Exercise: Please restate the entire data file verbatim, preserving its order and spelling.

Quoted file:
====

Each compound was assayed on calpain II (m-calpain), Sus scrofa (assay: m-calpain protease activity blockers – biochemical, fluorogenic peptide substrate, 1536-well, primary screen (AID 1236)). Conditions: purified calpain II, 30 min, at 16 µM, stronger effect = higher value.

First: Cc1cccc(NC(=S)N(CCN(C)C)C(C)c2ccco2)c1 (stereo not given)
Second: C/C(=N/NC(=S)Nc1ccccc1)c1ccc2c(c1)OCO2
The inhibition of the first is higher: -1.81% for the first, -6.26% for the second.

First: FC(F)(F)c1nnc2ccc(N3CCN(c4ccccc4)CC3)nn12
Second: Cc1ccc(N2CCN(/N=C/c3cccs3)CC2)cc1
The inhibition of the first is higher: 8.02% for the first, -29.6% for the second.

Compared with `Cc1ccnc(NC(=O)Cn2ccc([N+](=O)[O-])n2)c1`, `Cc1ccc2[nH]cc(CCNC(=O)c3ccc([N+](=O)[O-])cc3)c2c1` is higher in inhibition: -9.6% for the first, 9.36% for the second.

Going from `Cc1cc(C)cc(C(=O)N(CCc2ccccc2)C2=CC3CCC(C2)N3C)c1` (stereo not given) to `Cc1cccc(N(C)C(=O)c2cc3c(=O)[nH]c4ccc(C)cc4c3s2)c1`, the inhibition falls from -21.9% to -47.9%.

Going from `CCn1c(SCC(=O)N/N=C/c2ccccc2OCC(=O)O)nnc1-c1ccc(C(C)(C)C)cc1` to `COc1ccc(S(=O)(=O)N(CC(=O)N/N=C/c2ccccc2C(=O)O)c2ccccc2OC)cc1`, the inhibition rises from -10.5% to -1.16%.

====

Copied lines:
Each compound was assayed on calpain II (m-calpain), Sus scrofa (assay: m-calpain protease activity blockers – biochemical, fluorogenic peptide substrate, 1536-well, primary screen (AID 1236)). Conditions: purified calpain II, 30 min, at 16 µM, stronger effect = higher value.

First: Cc1cccc(NC(=S)N(CCN(C)C)C(C)c2ccco2)c1 (stereo not given)
Second: C/C(=N/NC(=S)Nc1ccccc1)c1ccc2c(c1)OCO2
The inhibition of the first is higher: -1.81% for the first, -6.26% for the second.

First: FC(F)(F)c1nnc2ccc(N3CCN(c4ccccc4)CC3)nn12
Second: Cc1ccc(N2CCN(/N=C/c3cccs3)CC2)cc1
The inhibition of the first is higher: 8.02% for the first, -29.6% for the second.

Compared with `Cc1ccnc(NC(=O)Cn2ccc([N+](=O)[O-])n2)c1`, `Cc1ccc2[nH]cc(CCNC(=O)c3ccc([N+](=O)[O-])cc3)c2c1` is higher in inhibition: -9.6% for the first, 9.36% for the second.

Going from `Cc1cc(C)cc(C(=O)N(CCc2ccccc2)C2=CC3CCC(C2)N3C)c1` (stereo not given) to `Cc1cccc(N(C)C(=O)c2cc3c(=O)[nH]c4ccc(C)cc4c3s2)c1`, the inhibition falls from -21.9% to -47.9%.

Going from `CCn1c(SCC(=O)N/N=C/c2ccccc2OCC(=O)O)nnc1-c1ccc(C(C)(C)C)cc1` to `COc1ccc(S(=O)(=O)N(CC(=O)N/N=C/c2ccccc2C(=O)O)c2ccccc2OC)cc1`, the inhibition rises from -10.5% to -1.16%.